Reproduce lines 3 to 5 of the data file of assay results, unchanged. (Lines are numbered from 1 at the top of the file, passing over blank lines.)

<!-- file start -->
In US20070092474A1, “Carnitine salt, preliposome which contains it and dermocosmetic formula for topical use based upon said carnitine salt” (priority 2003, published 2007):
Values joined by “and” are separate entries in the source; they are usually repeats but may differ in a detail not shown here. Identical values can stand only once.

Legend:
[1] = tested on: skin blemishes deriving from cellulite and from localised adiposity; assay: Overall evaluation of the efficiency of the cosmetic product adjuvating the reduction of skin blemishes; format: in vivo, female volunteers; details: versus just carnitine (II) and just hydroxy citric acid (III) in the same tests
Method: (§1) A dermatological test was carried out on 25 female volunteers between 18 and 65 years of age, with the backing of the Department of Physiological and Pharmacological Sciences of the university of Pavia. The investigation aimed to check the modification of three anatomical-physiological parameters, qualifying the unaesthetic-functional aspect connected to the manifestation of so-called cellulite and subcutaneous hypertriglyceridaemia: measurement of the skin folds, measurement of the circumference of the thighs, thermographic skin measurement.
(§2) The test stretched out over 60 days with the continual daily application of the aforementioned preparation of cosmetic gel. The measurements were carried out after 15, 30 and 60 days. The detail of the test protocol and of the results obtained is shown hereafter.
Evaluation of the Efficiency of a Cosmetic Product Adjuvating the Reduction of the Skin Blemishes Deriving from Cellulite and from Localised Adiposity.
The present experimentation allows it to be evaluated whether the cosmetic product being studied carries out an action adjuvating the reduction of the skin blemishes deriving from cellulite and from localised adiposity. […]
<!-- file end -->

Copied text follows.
Legend:
[1] = tested on: skin blemishes deriving from cellulite and from localised adiposity; assay: Overall evaluation of the efficiency of the cosmetic product adjuvating the reduction of skin blemishes; format: in vivo, female volunteers; details: versus just carnitine (II) and just hydroxy citric acid (III) in the same tests
Method: (§1) A dermatological test was carried out on 25 female volunteers between 18 and 65 years of age, with the backing of the Department of Physiological and Pharmacological Sciences of the university of Pavia. The investigation aimed to check the modification of three anatomical-physiological parameters, qualifying the unaesthetic-functional aspect connected to the manifestation of so-called cellulite and subcutaneous hypertriglyceridaemia: measurement of the skin folds, measurement of the circumference of the thighs, thermographic skin measurement.